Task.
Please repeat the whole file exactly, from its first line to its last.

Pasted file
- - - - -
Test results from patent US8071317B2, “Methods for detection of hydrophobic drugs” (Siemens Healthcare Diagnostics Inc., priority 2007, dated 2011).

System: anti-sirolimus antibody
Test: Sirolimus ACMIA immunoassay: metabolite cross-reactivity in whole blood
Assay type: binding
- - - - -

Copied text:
Test results from patent US8071317B2, “Methods for detection of hydrophobic drugs” (Siemens Healthcare Diagnostics Inc., priority 2007, dated 2011).

System: anti-sirolimus antibody
Test: Sirolimus ACMIA immunoassay: metabolite cross-reactivity in whole blood
Assay type: binding